Facebook Inc.’s massive outage on Monday spurred calls for a new digital “order” by Turkish President Recep Tayyip Erdogan, a man with little tolerance for political criticism on social media.
Erdogan’s communications director Fahrettin Altun said the hours-long shutdown showed how “fragile” social networks are, and urged a rapid development of “domestic and national” alternatives.
Thomas Knapp: Legacy social media: Free as in beer, not as in speech – Ontario Argus Observer
Media Advisory: Minister Haggie to Announce Initiatives to Strengthen the Health Care System – News Releases – Government of Newfoundland and Labrador
The Honourable John Haggie, Minister of Health and Community Services, will hold a media availability today (Monday, October 18) to announce initiatives to strengthen the health care system in Newfoundland and Labrador. The availability will take place in the Media Centre, East Block, Confederation Building, at 12:00 p.m.
Media covering the availability will have the opportunity to join in person in the media centre or by teleconference. To participate, please RSVP to Nancy Hollett (email@example.com) who will provide the details and the required information.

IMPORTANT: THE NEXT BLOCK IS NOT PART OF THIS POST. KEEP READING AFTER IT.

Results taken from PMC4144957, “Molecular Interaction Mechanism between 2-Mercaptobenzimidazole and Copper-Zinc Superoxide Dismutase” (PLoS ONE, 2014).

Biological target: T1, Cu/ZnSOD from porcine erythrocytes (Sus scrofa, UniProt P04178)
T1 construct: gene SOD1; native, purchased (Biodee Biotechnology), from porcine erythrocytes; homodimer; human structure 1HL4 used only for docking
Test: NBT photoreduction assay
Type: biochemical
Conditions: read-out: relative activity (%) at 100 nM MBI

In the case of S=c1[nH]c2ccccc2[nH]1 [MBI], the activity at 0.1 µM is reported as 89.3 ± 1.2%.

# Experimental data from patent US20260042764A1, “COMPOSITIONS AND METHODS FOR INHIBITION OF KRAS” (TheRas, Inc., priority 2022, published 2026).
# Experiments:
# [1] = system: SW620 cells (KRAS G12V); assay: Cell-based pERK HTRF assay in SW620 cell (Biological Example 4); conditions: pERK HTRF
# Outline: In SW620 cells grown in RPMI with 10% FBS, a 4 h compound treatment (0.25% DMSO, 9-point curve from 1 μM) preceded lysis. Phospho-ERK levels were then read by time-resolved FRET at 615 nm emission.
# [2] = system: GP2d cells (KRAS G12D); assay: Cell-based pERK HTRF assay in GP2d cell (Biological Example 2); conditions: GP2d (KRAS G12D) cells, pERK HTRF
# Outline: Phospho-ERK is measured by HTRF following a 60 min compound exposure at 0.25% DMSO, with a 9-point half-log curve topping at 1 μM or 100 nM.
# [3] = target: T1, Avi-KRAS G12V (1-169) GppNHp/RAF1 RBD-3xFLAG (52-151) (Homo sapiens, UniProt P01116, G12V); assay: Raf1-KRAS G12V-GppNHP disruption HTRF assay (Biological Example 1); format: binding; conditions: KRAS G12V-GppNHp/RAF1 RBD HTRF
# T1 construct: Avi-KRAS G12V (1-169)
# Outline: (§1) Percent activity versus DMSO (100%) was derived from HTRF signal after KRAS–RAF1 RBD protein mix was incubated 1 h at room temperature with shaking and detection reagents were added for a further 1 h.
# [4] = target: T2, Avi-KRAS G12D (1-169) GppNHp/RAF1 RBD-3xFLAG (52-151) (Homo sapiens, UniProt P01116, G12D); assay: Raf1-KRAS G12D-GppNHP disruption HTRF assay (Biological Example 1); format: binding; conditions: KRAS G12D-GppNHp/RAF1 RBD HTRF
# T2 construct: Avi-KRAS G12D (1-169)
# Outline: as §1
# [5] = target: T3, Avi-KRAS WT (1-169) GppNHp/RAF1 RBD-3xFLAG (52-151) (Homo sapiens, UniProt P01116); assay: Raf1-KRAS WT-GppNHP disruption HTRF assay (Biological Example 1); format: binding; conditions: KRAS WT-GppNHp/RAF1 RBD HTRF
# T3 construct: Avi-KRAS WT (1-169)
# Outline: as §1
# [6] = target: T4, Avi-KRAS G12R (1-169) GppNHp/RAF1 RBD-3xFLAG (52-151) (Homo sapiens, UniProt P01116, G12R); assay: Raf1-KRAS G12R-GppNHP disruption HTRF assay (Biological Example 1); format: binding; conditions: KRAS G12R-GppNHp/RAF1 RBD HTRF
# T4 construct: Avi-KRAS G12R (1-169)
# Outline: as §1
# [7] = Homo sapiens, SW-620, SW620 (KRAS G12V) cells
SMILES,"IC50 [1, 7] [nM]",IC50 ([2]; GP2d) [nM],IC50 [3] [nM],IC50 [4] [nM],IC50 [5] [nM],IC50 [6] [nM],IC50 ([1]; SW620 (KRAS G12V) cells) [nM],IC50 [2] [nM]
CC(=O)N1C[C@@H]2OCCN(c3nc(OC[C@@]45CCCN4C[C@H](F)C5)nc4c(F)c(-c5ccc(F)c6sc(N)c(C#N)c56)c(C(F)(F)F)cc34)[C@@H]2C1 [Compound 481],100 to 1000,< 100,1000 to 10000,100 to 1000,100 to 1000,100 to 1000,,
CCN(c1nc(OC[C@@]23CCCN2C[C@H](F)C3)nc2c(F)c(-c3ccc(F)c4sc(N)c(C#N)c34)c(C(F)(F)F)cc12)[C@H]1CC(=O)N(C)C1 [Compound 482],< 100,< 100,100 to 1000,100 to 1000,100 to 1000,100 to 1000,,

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Health and Community Services
Opinion: CBD gummy scam illustrates need for media literacy – Pique Newsmagazine
Would you buy cannabis gummies from me? Apparently, hundreds of people would. Only trouble is, I don’t sell them, and I’m not looking for business opportunities. But recent online memes, stories and other disinformation have me not only selling and endorsing CBD gummies but also embroiled in a lawsuit with businessman Kevin O’Leary over them!
People see the bogus information, click through to a realistic product page, submit their personal and financial information and order the products. It appears they most often find the pitches on Facebook.
I’m saddened that anyone would spend money hoping to purchase products they thought I manufactured or recommended. The scam is still tricking innocent people. They contact the David Suzuki Foundation daily.
This got me reflecting on how and where people receive and process information. I’ve been a science communicator for more than half a century, so I’ve spent a lot of time thinking about how to get through to people. How do we ensure as many as possible have access to accurate, credible information so we can make informed decisions on issues that matter?
I’ve been fortunate to have worked many years at the CBC. As a public broadcaster, it’s been producing quality content and upholding journalistic standards since before the Second World War—and helped me earn credibility as a communicator.
Today, I compare that type of relationship—one based on accurate and fair communication of relatively diverse types of evidence and viewpoints—to what I see online, on social media, and it’s shocking. False information and scams abound, along with the worst political polarization in recent memory.